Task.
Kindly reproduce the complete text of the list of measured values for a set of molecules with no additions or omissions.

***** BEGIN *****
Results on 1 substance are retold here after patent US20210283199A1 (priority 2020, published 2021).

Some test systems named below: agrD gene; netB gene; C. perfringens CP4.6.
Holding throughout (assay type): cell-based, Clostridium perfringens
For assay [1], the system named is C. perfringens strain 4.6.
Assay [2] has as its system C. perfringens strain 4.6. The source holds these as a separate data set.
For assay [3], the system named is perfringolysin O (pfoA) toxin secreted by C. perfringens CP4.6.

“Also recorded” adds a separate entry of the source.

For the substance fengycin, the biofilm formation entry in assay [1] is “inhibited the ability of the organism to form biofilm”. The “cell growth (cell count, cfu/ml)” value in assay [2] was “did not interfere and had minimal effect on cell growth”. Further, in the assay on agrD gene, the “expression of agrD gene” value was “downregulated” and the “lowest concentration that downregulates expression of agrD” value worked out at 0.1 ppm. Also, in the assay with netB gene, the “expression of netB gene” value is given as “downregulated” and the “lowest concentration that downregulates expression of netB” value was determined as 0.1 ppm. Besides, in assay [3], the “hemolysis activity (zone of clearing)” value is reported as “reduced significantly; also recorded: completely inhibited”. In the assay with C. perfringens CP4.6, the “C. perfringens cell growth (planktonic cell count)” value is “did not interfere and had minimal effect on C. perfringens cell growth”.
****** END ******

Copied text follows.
Results on 1 substance are retold here after patent US20210283199A1 (priority 2020, published 2021).

Some test systems named below: agrD gene; netB gene; C. perfringens CP4.6.
Holding throughout (assay type): cell-based, Clostridium perfringens
For assay [1], the system named is C. perfringens strain 4.6.
Assay [2] has as its system C. perfringens strain 4.6. The source holds these as a separate data set.
For assay [3], the system named is perfringolysin O (pfoA) toxin secreted by C. perfringens CP4.6.

“Also recorded” adds a separate entry of the source.

For the substance fengycin, the biofilm formation entry in assay [1] is “inhibited the ability of the organism to form biofilm”. The “cell growth (cell count, cfu/ml)” value in assay [2] was “did not interfere and had minimal effect on cell growth”. Further, in the assay on agrD gene, the “expression of agrD gene” value was “downregulated” and the “lowest concentration that downregulates expression of agrD” value worked out at 0.1 ppm. Also, in the assay with netB gene, the “expression of netB gene” value is given as “downregulated” and the “lowest concentration that downregulates expression of netB” value was determined as 0.1 ppm. Besides, in assay [3], the “hemolysis activity (zone of clearing)” value is reported as “reduced significantly; also recorded: completely inhibited”. In the assay with C. perfringens CP4.6, the “C. perfringens cell growth (planktonic cell count)” value is “did not interfere and had minimal effect on C. perfringens cell growth”.